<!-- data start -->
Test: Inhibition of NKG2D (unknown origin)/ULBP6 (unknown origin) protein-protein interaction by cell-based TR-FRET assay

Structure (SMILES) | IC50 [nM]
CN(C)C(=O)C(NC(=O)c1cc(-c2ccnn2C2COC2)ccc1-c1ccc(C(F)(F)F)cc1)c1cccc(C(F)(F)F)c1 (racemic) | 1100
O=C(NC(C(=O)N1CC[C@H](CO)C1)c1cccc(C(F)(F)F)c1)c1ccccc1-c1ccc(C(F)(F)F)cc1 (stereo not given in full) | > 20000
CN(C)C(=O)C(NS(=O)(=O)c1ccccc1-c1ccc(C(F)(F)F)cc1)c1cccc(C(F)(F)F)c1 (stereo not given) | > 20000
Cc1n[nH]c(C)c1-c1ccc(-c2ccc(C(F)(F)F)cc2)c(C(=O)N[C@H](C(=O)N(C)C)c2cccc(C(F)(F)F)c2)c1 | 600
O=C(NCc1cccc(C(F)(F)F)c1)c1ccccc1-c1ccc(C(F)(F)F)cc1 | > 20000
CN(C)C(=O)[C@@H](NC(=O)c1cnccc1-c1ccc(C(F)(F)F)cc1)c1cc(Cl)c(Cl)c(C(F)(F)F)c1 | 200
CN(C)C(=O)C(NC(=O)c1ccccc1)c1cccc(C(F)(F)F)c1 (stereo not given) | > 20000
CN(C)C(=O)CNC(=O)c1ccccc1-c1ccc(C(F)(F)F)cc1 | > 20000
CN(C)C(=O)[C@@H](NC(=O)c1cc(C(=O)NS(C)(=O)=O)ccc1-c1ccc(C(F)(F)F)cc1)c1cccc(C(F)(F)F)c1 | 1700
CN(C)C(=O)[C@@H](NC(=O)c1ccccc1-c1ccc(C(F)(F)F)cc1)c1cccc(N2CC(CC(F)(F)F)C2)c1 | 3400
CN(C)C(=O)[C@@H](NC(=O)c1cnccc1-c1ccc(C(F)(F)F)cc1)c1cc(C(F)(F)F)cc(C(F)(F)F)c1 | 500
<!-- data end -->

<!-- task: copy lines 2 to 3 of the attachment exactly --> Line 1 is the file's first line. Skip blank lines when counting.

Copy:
Structure (SMILES) | IC50 [nM]
CN(C)C(=O)C(NC(=O)c1cc(-c2ccnn2C2COC2)ccc1-c1ccc(C(F)(F)F)cc1)c1cccc(C(F)(F)F)c1 (racemic) | 1100